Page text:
Punk provocateurs Pussy Riot exist less as a band than as an outlet for the collective's anti-Putin, anti-fascist and anti-Trump demonstrations, and their shows are more akin to a political rally than any type of concert. As such, there was a palpable feeling of electric expectation in the Doug Fir Lounge last night—the first of two an incredibly rare two-night stand for the group—one comparable to the vibe you'd encounter at a protest downtown where you're both surrounded by allies and unsure whether or not a cop in full riot gear will be cracking your skull open within the hour.

Backed by a laptop blasting electronic punk and adorned in their now-trademark balaclavas and day-glo clothing, Pussy Riot ringleader Nadya Tolokno and company tore through anthems like "Make America Great Again" and "Police State" while various anti-Putin and -Trump messages appeared on a screen at the back of the stage. In between the protest-centric sensory overloads of sound and color emanating from the stage, Tolokno spoke of past and recent attempts by the Kremlin to permanently silence those who oppose Putin, and touched on her own imprisonments, harassments and even public whippings she's endured for her political positions.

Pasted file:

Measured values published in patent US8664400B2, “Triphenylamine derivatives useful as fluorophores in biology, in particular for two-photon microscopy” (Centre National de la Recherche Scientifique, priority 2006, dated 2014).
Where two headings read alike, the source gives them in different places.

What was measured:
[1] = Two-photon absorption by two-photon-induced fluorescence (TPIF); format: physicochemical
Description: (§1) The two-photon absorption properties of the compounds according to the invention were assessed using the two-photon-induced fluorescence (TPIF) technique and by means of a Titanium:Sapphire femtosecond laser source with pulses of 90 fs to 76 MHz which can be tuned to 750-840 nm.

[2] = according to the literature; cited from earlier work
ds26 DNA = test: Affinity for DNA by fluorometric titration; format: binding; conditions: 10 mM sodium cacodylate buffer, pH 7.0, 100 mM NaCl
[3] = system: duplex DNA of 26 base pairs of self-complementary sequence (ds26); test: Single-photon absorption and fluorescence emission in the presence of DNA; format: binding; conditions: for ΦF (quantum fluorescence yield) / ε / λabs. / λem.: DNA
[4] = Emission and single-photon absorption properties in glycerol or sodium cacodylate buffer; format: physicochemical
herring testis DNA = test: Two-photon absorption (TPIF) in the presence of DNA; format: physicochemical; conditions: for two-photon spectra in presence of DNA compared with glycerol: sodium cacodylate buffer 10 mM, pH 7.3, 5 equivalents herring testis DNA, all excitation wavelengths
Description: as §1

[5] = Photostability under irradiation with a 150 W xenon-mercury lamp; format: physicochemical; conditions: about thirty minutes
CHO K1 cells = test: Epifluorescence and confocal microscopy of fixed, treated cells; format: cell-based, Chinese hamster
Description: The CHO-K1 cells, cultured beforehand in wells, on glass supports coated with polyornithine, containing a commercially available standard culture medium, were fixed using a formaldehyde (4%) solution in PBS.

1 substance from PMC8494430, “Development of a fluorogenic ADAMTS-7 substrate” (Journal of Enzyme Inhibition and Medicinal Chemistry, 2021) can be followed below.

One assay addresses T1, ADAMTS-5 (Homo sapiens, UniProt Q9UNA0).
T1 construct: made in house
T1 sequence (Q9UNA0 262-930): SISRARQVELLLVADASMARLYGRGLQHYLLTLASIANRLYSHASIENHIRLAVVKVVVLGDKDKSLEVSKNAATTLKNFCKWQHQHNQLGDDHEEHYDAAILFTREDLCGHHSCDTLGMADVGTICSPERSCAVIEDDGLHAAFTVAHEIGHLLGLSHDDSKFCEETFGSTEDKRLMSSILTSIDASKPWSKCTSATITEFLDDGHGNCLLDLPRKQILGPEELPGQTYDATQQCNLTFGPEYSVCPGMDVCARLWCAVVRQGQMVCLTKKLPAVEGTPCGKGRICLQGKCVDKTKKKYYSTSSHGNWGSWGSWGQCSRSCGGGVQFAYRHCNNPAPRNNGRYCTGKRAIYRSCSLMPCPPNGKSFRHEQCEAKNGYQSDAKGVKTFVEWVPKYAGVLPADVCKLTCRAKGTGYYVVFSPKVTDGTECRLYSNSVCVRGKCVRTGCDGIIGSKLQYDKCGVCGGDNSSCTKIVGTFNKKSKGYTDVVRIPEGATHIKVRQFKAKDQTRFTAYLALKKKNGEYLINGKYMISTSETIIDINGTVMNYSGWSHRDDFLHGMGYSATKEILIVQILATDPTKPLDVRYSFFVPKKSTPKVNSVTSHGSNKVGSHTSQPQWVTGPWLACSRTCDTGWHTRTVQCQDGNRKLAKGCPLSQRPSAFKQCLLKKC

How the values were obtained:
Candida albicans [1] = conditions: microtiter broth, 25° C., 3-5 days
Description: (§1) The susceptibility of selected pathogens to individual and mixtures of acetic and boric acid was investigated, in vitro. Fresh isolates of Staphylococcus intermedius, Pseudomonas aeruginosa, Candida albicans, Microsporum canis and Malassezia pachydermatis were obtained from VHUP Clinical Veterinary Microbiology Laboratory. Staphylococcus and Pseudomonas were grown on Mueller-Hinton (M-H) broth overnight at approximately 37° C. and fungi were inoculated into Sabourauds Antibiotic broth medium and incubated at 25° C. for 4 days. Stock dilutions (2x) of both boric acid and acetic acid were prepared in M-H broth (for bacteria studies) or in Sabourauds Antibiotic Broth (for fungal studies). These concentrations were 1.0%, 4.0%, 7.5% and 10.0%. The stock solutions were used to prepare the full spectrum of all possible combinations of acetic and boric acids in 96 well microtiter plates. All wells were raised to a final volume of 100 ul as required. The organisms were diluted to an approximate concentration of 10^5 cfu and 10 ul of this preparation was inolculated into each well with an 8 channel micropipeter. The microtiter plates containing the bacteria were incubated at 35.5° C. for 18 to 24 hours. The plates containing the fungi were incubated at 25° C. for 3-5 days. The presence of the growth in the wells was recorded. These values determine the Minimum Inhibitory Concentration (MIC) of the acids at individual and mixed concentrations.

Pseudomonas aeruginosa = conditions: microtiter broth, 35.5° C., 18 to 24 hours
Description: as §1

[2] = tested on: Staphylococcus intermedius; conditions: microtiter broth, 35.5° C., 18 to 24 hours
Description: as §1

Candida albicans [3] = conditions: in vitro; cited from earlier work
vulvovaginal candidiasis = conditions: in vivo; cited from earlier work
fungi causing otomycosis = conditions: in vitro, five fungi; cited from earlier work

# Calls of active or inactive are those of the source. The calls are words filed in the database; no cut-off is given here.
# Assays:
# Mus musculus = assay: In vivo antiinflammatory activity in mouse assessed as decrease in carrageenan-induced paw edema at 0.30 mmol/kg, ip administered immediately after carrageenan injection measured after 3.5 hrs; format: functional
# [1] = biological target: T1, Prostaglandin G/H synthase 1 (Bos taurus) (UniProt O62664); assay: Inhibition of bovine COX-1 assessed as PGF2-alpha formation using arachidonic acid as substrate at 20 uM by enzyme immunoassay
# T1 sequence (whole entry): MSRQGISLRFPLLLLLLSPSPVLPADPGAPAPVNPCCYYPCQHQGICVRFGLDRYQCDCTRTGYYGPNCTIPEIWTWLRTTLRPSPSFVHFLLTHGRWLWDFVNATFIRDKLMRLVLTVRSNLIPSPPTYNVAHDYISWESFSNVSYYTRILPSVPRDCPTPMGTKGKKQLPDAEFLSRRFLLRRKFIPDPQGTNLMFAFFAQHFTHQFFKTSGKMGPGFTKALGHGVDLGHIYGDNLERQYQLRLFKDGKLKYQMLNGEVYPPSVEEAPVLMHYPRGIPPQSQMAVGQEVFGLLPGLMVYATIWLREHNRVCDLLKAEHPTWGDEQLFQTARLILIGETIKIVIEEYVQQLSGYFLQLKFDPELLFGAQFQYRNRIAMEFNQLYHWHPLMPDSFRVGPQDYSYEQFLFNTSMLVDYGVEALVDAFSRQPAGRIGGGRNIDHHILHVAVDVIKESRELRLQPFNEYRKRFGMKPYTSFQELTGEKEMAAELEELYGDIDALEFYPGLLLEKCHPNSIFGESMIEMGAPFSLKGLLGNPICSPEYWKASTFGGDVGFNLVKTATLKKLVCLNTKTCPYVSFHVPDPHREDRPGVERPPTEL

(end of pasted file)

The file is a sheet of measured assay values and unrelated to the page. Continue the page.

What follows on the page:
Of course, here in Portland, the message was received gleefully, with open arms and fists triumphantly raised in solidarity. Tracks like "Straight Outta Vagina" featured much of the Doug Fir audience singing along joyously with Tolokno as she bounded energetically around the stage, a smile barely visible underneath the sneer of her mask, as she reminded us that progress is worth struggling for. "If your vagina lands in prison/Then the world is gonna listen," she sang. Pussy Riot's first American tour stands as proof of that.

All photos by Thomas Teal,